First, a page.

Yesterday Chris collected the results of our blood tests. My two tests, for thyroid and cholesterol, turned out well, as did Chris’s for cholesterol and what he refers to as PSI which is evidently to do with the prostate so that is that for a while.
Up early this morning as, in my half sleep state, I suddenly thought of something I wanted to add to the book but even more important, how to bring all the strands together in the end and I knew if I went back to sleep it might have been forgotten.
In talking of books yet again, a very interest article in one of The Sunday Times’ Culture sections, well, an extract from the biography of William Golding and the publishing story of Lord of The Flies, another one that was turned down by publisher after publisher until it landed at Faber and Faber. Even here it might not have gone any further because their professional reader, a lady by the name of Polly Perkins (Isn’t there a pretty one of Paddington Green?) who also read for a number of other publishes and literary agents wrote “Time, the future. Absurd and uninteresting fantasy about the explosion of an atom bomb on the colonies. A group of children who land in jungle country near New Guinea. Rubbish and dull, Pointless.” This about a runaway literary best seller, praised on all sides and still selling by the thousands all these years later. Fortunately for Mister Golding and for us a junior director of Faber’s read and saw the book’s potential and persuaded the firm to publish it after some rewrites he suggested to the author who took him up on them. Golding was paid an advance of £60. Compare that to the £3000000 Mister Rooney was allegedly paid for a three part autobiography I am not sure has even seen the light of day, at least parts two and three, and part one seems to have sunk without trace. But what interest is there in the life of an eighteen year old footballer (which is what he was at the time) whose talent lies all in his feet? Obviously the publisher believed millions of pounds worth of interest. They could no doubt anticipate hearing the cash registers ringing all over the world.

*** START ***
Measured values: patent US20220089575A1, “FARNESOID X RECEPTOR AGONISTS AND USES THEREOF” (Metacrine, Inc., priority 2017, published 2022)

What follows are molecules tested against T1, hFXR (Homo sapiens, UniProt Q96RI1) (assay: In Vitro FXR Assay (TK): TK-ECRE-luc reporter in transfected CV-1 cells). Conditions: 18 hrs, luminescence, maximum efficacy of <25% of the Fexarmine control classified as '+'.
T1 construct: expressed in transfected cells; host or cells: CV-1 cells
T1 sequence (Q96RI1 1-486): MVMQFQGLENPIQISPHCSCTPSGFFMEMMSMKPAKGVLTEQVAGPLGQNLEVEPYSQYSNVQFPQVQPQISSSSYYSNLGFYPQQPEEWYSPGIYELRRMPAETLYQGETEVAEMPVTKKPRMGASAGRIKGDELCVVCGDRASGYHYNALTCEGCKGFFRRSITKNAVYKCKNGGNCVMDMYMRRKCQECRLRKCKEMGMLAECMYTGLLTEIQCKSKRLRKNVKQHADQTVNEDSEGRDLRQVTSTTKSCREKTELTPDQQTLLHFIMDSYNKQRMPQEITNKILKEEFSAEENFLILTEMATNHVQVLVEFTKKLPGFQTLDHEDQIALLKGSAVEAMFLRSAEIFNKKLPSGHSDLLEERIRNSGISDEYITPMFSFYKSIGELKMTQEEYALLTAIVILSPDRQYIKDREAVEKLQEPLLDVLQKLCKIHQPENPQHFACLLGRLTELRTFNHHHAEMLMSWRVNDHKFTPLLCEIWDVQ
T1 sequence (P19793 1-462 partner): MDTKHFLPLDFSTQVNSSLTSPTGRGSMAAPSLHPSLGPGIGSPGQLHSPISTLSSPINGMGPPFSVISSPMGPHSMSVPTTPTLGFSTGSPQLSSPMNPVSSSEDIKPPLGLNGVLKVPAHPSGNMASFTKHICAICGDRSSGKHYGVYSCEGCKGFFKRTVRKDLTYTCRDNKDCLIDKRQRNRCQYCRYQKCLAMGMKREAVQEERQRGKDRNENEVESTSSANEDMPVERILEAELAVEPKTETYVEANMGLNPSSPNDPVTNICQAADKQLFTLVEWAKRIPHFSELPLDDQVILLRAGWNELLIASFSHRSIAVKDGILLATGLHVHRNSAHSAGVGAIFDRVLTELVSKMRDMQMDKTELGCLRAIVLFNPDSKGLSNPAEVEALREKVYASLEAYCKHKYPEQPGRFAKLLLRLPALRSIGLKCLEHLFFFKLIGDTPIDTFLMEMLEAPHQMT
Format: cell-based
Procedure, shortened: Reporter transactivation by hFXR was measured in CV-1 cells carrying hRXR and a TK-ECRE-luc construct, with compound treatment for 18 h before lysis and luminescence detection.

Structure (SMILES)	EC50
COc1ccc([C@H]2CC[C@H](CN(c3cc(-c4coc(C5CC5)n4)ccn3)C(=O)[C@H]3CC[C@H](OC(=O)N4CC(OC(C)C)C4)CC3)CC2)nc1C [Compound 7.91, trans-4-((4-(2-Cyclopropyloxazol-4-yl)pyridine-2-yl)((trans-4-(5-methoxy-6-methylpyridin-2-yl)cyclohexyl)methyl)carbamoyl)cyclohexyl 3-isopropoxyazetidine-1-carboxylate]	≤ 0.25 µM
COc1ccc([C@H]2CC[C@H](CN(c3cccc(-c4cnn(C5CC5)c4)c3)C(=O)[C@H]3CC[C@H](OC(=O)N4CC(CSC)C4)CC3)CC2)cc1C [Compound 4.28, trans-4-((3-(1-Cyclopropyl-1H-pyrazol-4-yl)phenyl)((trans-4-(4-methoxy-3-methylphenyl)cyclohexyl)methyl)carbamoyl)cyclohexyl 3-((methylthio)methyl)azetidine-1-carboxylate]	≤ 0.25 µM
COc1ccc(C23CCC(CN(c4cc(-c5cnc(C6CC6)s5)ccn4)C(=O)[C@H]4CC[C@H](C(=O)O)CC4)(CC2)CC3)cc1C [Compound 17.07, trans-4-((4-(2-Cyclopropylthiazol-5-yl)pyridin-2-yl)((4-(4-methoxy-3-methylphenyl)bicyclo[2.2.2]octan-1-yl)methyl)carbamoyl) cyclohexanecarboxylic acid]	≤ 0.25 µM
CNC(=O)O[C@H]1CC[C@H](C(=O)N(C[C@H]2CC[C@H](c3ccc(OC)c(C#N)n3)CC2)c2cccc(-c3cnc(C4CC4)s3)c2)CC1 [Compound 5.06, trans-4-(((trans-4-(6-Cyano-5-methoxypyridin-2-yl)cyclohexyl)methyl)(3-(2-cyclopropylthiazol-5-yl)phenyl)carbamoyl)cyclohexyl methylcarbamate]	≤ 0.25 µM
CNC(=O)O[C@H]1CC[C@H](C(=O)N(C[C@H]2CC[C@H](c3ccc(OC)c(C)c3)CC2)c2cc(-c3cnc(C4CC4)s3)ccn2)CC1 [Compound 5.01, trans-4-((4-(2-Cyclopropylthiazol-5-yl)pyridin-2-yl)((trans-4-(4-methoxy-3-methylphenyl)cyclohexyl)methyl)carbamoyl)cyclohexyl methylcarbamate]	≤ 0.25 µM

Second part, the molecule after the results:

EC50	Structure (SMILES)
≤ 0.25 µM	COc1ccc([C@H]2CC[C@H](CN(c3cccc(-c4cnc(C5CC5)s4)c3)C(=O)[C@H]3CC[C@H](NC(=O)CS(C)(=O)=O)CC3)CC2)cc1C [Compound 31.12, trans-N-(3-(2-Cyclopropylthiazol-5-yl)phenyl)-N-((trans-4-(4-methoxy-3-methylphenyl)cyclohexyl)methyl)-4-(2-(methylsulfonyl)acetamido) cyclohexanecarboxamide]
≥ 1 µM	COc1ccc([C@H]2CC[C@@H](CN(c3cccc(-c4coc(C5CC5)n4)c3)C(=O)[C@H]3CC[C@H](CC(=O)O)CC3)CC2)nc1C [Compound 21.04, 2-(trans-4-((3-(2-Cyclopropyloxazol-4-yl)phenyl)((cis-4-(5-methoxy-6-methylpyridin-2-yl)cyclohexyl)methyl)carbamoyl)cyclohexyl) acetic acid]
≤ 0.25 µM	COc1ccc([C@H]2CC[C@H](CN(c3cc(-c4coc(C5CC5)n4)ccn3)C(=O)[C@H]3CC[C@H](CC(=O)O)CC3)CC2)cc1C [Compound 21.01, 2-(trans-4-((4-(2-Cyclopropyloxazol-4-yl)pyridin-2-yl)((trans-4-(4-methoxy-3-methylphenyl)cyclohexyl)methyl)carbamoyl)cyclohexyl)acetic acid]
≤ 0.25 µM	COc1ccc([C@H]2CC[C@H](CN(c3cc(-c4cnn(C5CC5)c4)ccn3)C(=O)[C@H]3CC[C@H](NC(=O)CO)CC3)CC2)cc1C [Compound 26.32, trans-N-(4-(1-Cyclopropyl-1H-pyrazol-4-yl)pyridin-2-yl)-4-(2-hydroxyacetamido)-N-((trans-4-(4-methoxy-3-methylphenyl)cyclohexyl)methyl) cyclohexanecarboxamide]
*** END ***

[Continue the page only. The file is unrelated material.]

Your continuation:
We know that most publishing today is not about literature or even good writing but is purely about making money hence the plethora of chic-lit, misery memoirs and books purportedly by or about celebs and VIPs – here Mrs Rooney delivered more than her husband, shopping being a never ending subject with some women.
Evidently, according to another article, this time on literary frauds, some of the misery memoirs are pure fantasy anyway and should come under the heading of fiction but, hey, that’s the way the world has gone!